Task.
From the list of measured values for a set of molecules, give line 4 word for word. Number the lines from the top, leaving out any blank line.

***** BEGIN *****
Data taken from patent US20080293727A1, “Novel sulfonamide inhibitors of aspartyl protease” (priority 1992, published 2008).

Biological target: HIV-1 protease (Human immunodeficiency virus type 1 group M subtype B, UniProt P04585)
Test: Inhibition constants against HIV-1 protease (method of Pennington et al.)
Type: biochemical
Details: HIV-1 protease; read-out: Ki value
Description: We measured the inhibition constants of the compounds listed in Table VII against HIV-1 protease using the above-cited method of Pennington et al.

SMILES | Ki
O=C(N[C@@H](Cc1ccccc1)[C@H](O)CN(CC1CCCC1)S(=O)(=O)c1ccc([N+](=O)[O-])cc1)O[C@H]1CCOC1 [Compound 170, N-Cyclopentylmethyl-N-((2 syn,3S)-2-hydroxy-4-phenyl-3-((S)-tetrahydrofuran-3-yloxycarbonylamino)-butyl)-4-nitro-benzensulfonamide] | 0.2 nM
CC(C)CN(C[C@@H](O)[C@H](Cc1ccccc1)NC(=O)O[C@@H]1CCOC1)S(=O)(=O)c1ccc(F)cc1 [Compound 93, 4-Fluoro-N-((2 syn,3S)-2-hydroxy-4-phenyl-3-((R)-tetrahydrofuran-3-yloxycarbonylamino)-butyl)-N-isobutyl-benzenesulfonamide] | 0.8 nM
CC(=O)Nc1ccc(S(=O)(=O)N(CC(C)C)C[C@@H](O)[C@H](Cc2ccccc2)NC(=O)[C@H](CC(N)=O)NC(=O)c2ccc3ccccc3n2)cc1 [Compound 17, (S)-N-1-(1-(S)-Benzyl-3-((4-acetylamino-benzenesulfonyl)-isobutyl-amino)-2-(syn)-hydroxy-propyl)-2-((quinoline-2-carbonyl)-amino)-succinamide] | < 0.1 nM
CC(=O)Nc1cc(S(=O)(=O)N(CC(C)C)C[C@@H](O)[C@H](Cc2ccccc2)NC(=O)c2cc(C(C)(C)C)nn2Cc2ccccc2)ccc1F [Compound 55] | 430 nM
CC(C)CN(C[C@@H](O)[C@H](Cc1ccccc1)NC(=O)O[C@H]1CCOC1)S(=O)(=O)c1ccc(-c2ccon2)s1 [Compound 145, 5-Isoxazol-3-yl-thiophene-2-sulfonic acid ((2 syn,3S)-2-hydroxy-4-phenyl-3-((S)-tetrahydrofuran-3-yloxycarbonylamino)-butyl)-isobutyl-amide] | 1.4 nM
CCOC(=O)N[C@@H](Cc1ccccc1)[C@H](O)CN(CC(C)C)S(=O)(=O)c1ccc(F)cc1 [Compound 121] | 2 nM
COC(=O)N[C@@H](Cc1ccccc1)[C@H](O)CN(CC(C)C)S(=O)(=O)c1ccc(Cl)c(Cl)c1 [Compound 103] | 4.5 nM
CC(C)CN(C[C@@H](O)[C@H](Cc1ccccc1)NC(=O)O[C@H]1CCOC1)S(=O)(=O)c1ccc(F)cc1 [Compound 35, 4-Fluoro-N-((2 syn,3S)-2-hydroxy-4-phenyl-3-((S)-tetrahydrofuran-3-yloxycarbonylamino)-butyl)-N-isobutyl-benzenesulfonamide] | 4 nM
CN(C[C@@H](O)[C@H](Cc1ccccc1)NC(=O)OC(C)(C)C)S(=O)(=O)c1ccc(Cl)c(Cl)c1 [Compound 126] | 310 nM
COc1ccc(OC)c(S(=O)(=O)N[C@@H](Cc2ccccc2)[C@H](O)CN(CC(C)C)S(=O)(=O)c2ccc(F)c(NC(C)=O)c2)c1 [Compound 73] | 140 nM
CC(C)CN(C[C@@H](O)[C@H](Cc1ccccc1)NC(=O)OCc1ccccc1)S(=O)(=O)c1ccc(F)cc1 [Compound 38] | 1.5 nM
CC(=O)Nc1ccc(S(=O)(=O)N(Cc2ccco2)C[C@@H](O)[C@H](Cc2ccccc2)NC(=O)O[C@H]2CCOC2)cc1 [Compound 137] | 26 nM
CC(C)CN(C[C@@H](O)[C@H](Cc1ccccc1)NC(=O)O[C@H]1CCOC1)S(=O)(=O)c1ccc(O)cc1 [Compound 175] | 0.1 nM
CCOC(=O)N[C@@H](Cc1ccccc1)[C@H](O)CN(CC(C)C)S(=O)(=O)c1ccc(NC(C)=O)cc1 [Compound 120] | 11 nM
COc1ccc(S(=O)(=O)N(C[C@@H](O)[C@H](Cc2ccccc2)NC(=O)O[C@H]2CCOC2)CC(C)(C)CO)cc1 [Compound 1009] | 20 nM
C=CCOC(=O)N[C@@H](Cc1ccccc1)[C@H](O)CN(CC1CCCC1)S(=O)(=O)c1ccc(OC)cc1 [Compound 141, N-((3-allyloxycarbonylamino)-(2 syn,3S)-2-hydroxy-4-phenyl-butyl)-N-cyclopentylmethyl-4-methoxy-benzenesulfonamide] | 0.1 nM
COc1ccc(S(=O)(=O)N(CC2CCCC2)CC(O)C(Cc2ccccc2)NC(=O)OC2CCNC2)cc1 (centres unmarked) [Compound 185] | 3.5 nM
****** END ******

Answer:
Type: biochemical